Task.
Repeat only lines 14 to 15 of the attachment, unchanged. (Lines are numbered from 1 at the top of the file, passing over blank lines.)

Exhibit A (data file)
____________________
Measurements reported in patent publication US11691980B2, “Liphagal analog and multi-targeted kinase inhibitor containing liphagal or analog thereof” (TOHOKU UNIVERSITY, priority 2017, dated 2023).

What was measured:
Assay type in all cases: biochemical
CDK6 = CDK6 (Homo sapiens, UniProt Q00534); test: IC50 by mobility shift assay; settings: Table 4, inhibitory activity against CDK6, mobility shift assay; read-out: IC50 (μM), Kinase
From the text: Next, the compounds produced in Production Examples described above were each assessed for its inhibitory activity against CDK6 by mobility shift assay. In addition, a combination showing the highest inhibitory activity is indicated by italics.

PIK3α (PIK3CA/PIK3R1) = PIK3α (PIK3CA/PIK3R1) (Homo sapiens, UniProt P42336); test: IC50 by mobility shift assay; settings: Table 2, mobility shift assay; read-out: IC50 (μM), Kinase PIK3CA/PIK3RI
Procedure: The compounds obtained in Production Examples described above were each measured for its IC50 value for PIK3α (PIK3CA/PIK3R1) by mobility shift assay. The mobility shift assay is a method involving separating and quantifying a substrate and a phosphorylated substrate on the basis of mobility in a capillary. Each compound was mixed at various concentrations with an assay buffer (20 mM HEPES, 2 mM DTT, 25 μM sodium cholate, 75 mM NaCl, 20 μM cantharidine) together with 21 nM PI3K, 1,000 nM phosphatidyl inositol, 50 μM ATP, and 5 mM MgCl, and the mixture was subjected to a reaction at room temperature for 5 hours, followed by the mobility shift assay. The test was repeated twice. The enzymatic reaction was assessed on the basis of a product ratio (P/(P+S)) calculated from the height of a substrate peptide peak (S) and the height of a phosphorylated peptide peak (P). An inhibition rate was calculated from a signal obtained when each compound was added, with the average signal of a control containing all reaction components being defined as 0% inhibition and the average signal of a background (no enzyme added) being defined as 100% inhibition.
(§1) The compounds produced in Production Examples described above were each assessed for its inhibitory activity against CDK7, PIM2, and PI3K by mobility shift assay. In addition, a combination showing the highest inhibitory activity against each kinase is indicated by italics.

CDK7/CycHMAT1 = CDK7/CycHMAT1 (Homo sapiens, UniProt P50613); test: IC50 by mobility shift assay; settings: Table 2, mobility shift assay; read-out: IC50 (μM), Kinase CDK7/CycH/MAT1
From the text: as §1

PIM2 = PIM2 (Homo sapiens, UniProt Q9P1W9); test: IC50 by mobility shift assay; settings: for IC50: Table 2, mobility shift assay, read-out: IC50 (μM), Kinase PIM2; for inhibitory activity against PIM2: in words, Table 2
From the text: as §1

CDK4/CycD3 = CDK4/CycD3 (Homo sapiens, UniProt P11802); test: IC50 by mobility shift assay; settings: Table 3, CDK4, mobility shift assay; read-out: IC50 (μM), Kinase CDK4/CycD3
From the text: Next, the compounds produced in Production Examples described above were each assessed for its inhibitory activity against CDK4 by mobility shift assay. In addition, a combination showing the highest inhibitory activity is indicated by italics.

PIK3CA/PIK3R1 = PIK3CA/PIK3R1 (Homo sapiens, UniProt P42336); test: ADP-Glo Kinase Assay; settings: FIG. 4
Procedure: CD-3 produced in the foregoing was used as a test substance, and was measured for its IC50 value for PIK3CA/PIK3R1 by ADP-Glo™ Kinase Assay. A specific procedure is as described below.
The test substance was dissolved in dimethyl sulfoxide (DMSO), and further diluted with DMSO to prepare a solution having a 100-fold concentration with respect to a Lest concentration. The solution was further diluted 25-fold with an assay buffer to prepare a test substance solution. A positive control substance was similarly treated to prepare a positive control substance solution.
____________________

From the text: Next, the compounds produced in Production Examples described above were each assessed for its inhibitory activity against CDK4 by mobility shift assay. In addition, a combination showing the highest inhibitory activity is indicated by italics.

PIK3CA/PIK3R1 = PIK3CA/PIK3R1 (Homo sapiens, UniProt P42336); test: ADP-Glo Kinase Assay; settings: FIG. 4